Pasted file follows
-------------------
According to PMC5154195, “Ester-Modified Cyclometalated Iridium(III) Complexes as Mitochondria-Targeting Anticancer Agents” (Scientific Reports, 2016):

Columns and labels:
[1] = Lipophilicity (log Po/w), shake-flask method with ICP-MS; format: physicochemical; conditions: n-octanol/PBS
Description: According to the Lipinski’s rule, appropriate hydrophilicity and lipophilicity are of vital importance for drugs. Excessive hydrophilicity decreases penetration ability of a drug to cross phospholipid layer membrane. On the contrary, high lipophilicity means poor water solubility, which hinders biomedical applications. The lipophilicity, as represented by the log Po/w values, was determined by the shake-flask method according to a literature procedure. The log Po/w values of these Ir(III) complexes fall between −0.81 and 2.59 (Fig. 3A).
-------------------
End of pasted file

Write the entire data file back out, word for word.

According to PMC5154195, “Ester-Modified Cyclometalated Iridium(III) Complexes as Mitochondria-Targeting Anticancer Agents” (Scientific Reports, 2016):

Columns and labels:
[1] = Lipophilicity (log Po/w), shake-flask method with ICP-MS; format: physicochemical; conditions: n-octanol/PBS
Description: According to the Lipinski’s rule, appropriate hydrophilicity and lipophilicity are of vital importance for drugs. Excessive hydrophilicity decreases penetration ability of a drug to cross phospholipid layer membrane. On the contrary, high lipophilicity means poor water solubility, which hinders biomedical applications. The lipophilicity, as represented by the log Po/w values, was determined by the shake-flask method according to a literature procedure. The log Po/w values of these Ir(III) complexes fall between −0.81 and 2.59 (Fig. 3A).